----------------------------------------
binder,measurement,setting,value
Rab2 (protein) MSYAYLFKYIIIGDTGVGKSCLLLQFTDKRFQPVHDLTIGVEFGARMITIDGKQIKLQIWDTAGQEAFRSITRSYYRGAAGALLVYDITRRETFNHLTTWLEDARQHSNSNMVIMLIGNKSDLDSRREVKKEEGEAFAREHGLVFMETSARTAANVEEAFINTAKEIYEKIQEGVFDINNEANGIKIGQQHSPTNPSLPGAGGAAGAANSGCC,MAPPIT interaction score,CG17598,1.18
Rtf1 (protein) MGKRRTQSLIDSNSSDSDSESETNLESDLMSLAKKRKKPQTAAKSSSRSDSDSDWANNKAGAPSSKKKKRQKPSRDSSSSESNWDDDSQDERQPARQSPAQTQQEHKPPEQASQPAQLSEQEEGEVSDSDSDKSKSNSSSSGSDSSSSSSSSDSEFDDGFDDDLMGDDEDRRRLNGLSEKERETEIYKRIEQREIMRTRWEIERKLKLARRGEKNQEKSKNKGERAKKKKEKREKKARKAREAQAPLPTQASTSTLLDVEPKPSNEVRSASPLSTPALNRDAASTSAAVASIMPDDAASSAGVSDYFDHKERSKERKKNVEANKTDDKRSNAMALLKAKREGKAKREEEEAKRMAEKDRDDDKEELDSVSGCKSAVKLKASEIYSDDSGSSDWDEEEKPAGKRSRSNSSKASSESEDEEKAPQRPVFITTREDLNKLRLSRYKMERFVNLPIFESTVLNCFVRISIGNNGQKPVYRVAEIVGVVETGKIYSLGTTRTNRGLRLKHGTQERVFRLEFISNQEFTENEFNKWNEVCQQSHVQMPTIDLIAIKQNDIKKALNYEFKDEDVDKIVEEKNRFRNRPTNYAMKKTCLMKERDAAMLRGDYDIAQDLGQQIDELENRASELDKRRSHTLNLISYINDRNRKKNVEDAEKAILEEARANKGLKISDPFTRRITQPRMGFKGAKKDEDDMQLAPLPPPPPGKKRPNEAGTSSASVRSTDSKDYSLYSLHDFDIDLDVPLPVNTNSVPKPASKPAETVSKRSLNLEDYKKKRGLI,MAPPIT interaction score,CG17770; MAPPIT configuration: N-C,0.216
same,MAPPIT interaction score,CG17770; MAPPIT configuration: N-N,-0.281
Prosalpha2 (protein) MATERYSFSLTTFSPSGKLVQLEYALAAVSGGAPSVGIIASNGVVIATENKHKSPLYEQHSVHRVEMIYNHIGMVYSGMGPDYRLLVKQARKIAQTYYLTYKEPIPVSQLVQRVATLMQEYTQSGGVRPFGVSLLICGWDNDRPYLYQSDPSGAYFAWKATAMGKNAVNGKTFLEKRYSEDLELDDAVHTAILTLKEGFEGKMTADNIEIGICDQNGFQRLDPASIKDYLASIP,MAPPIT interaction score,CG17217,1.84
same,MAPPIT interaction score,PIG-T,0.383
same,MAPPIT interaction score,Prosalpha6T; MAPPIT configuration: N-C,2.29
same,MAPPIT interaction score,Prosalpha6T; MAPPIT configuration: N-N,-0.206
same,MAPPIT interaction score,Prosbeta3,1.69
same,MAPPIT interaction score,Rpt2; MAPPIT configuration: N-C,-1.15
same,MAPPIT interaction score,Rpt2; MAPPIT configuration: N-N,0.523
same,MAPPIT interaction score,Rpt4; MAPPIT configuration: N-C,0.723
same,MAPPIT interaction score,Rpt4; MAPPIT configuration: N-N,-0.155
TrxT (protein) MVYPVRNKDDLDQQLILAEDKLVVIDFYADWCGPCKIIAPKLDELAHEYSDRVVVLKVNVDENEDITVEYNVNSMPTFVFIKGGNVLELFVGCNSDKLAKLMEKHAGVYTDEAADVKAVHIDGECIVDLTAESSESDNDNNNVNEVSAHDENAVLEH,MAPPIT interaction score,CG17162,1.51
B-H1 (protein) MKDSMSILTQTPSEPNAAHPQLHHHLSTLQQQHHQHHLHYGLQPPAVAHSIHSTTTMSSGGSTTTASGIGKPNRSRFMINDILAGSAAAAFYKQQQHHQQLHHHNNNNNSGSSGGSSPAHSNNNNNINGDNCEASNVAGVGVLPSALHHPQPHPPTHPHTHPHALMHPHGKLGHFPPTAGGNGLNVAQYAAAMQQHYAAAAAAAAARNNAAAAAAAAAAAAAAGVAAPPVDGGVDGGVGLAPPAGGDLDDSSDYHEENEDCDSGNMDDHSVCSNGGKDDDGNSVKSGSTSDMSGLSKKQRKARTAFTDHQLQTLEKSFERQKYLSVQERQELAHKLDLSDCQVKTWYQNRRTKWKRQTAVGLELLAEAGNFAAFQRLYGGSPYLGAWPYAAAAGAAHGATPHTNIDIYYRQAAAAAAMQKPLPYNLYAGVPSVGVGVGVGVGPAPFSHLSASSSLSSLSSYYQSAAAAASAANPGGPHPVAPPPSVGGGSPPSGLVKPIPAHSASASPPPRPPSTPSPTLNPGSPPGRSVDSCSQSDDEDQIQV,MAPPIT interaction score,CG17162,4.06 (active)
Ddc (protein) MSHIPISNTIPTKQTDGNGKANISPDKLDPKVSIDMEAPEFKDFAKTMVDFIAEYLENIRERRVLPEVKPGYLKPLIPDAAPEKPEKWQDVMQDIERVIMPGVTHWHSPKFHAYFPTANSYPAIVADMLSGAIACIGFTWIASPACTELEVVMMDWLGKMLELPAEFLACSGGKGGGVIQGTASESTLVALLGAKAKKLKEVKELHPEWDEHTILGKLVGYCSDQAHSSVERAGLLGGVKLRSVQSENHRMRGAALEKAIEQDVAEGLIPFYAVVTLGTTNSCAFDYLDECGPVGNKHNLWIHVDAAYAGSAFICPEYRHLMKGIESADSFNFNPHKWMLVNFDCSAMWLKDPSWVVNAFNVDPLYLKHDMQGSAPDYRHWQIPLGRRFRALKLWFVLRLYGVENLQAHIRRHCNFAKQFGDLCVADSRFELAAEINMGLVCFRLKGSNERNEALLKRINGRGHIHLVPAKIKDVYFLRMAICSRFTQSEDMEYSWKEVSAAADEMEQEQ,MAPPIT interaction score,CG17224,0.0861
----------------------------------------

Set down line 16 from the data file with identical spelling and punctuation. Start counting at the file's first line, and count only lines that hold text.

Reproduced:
Ddc (protein) MSHIPISNTIPTKQTDGNGKANISPDKLDPKVSIDMEAPEFKDFAKTMVDFIAEYLENIRERRVLPEVKPGYLKPLIPDAAPEKPEKWQDVMQDIERVIMPGVTHWHSPKFHAYFPTANSYPAIVADMLSGAIACIGFTWIASPACTELEVVMMDWLGKMLELPAEFLACSGGKGGGVIQGTASESTLVALLGAKAKKLKEVKELHPEWDEHTILGKLVGYCSDQAHSSVERAGLLGGVKLRSVQSENHRMRGAALEKAIEQDVAEGLIPFYAVVTLGTTNSCAFDYLDECGPVGNKHNLWIHVDAAYAGSAFICPEYRHLMKGIESADSFNFNPHKWMLVNFDCSAMWLKDPSWVVNAFNVDPLYLKHDMQGSAPDYRHWQIPLGRRFRALKLWFVLRLYGVENLQAHIRRHCNFAKQFGDLCVADSRFELAAEINMGLVCFRLKGSNERNEALLKRINGRGHIHLVPAKIKDVYFLRMAICSRFTQSEDMEYSWKEVSAAADEMEQEQ,MAPPIT interaction score,CG17224,0.0861